Over the years, I have been asked many times if it is permissible to combine an adverse action notice with an FCRA notice like the risk-based pricing notice. Basically, these notices (the adverse action notice and the risk-based pricing notice or credit score disclosure exception notice) have similar information. For example, they each require the disclosure of things like the applicant’s credit score, the range of possible scores, the date of the credit score, the key factors that affected the score and who to contact with questions. Because of this, some lenders would prefer to just attach the risk-based pricing notice (or exception notice) to the adverse action notice and not complete the information twice.
So, can a lender just attach the risk-based pricing notice to the adverse action notice?
You would think this would be a logical option, but unfortunately, it is not permitted. Specifically, the pre-amble to the final rule states the following:
Per the pre-amble:
“Some industry commenters asked the Board to clarify that if a creditor provides a credit score exception notices or section 609 notices to consumer, the creditor would not be required to include the disclosures required by section 1100F of the Dodd-Frank Act in the adverse action notice. One industry commenter also requested that the Board clarify that a creditor is allowed to combine the section 609(g) notice with an adverse action notice. For the reasons discussed below, the Board does not believe a creditor would comply with the FCRA adverse action provisions in section 1100F by providing a credit score disclosure exception notice or section 609(g) notice. In addition, the Board does not believe that the 609(g) notice may be integrated into a FCRA adverse action notice. “
In addition, the pre-amble expands on this:
“The Board does not believe a creditor would comply with the FCRA adverse action provisions by providing a credit score disclosure exception notice or section 609(g) notice. These notices provide different information and have different timing requirements than the adverse action notice. In addition, the credit score disclosed on the credit score disclosure exception notice or section 609(g) notice might not be the credit score used in taking adverse action. For example, for purposes of the credit score disclosure exception notice, if a person uses a credit score that was not created by a consumer reporting agency, such as a proprietary score, that person is permitted to disclose either the proprietary score or a credit score it obtained from an entity regularly engaged in the business of selling credit scores, even if the latter credit score was not used in the credit decision. Nonetheless, in that circumstance, the FCRA adverse action notice must contain the proprietary score under 1100F. As discussed above, if a creditor uses a proprietary “credit” score in taking adverse action and does not use a credit score from a consumer reporting agency, the creditor must disclose information about the proprietary score under section 1100F.”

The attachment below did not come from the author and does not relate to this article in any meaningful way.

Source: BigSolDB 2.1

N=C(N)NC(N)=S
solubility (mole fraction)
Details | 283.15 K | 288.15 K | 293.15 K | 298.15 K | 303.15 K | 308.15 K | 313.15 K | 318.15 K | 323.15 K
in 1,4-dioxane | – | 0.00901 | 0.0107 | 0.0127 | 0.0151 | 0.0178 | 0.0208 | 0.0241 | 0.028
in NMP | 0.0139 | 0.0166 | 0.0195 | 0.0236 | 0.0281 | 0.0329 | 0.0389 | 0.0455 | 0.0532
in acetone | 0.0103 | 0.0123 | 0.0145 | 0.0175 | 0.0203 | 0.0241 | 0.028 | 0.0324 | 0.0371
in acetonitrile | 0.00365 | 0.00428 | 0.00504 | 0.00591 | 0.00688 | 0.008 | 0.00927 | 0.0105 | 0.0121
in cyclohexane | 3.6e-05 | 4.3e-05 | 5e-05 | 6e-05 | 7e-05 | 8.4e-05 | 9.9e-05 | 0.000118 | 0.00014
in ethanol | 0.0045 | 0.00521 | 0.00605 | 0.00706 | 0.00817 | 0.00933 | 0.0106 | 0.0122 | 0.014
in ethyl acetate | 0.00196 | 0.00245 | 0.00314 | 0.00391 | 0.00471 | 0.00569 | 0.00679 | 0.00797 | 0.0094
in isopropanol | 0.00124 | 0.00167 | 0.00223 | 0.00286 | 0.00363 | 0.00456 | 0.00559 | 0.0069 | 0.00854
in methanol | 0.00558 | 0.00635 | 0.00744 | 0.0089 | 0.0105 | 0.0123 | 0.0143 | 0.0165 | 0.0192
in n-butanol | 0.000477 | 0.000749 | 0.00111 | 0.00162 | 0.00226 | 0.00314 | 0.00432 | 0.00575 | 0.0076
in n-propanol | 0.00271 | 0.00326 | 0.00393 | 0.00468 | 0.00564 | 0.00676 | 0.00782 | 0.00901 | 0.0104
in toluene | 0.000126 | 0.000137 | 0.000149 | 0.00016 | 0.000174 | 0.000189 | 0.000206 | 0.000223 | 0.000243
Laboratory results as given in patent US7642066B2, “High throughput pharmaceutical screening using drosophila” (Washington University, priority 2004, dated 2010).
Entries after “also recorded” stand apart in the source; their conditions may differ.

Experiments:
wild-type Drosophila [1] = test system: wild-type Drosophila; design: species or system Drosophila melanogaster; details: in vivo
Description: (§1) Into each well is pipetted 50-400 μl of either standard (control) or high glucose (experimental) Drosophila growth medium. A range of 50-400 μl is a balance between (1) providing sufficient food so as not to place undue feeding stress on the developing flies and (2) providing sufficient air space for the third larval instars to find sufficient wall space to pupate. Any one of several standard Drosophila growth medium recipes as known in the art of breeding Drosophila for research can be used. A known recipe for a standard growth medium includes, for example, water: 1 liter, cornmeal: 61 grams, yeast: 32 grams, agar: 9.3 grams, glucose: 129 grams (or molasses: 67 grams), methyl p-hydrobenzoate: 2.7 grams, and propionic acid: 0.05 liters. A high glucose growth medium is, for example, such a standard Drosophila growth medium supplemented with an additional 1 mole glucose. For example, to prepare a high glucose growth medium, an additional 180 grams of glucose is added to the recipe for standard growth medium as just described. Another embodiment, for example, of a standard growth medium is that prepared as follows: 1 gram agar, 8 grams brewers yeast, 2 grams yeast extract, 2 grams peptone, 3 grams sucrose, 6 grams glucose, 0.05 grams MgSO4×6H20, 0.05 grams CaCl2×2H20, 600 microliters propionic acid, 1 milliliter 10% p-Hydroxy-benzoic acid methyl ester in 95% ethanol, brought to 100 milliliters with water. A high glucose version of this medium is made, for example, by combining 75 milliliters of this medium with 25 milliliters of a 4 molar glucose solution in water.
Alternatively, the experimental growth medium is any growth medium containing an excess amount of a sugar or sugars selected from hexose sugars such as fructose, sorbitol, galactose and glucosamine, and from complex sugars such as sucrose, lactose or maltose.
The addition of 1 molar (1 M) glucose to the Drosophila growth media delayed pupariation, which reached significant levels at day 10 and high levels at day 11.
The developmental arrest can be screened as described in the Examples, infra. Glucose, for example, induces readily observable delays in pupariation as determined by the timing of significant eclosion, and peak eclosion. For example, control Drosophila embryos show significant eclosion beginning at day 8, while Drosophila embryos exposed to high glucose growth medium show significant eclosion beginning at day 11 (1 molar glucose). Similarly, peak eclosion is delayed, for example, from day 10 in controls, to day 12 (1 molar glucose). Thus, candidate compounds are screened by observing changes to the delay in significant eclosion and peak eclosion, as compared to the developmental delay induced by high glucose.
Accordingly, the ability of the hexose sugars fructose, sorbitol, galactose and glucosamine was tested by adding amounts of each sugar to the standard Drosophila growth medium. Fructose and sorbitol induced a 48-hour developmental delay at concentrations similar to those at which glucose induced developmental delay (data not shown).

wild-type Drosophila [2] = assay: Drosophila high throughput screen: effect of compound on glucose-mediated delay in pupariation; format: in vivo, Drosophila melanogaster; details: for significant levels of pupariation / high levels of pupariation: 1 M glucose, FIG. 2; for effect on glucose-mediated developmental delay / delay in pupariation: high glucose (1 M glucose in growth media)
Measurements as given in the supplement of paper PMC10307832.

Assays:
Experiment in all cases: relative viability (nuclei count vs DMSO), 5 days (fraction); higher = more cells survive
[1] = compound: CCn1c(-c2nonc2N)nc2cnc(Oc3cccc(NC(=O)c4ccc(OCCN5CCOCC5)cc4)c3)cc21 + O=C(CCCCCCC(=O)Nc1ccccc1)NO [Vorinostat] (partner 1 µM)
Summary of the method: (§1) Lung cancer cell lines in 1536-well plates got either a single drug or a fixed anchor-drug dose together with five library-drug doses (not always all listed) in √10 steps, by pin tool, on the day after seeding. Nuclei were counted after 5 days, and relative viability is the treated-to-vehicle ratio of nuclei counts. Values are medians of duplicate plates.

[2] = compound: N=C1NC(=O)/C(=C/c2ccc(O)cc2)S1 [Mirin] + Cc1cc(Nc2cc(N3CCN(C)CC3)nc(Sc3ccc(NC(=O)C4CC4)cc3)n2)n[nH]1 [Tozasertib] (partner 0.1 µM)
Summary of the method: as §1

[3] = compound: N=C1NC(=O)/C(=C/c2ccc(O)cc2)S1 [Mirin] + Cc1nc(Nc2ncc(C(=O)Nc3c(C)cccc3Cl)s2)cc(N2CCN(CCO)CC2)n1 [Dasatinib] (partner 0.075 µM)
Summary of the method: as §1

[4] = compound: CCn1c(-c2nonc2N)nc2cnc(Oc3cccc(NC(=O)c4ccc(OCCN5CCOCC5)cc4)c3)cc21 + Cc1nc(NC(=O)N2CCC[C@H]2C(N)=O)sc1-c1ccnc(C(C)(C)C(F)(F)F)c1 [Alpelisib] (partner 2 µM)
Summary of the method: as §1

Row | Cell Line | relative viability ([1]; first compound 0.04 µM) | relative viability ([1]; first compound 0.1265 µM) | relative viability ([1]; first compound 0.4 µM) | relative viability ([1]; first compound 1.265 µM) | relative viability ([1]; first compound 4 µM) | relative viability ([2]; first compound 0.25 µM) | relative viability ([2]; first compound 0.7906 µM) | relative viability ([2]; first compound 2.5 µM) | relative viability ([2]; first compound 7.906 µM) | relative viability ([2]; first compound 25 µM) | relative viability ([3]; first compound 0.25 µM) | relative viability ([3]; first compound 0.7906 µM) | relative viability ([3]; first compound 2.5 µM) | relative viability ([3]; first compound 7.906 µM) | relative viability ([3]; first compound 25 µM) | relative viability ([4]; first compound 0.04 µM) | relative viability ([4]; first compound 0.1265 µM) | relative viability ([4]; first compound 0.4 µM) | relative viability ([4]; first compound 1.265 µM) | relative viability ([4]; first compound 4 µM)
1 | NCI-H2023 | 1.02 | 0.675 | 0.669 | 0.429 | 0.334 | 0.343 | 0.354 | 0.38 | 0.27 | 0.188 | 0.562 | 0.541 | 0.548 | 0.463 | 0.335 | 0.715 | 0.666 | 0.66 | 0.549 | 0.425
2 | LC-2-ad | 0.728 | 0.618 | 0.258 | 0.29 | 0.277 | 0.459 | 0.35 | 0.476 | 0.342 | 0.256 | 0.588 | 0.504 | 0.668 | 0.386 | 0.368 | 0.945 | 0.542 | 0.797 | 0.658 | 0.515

“Combined Notices. One industry commenter requested that the Board clarify that a creditor is allowed to combine the section 609(g) notice with the FCRA adverse action notice. The Board does not believe a creditor would comply with the FCRA adverse action provisions by combining the section 609(g) notice with an adverse action notice for the reasons discussed above. In addition, the Board believes that allowing the section 609(g) notice to be combined with the adverse action notice might distract consumers from the primary purposes of the adverse action notice, which is to notify the consumer that adverse action has been taken. "
Furthermore, goes on to state the following:
"Disclosing credit score information on a separate document. Several industry commenters requested a model form that consumer reporting agencies could use to provide creditors the credit score information needed for adverse action notices under section 1100F of the Dodd-Frank Act. These commenters asked that creditors be permitted to attach the consumer reporting agency’s form to their adverse action notices, and provide both documents to the consumer. These commenters did not believe that the creditor should be required to integrate the credit score information into its adverse action notice. Section 615(a)(1) of the FCRA requires a creditor to provide notice of adverse action to consumers against whom it takes adverse action based in whole or in part on information contained in a consumer report. Section 1100F of the Dodd-Frank Act amended Section 615(a) to require a creditor to provide such consumers credit score information. Providing a form with credit score information separately from an adverse action notice does not appear to be consistent with the legislation."
So, as you can see, each Adverse Action notice must contain the required FCRA information.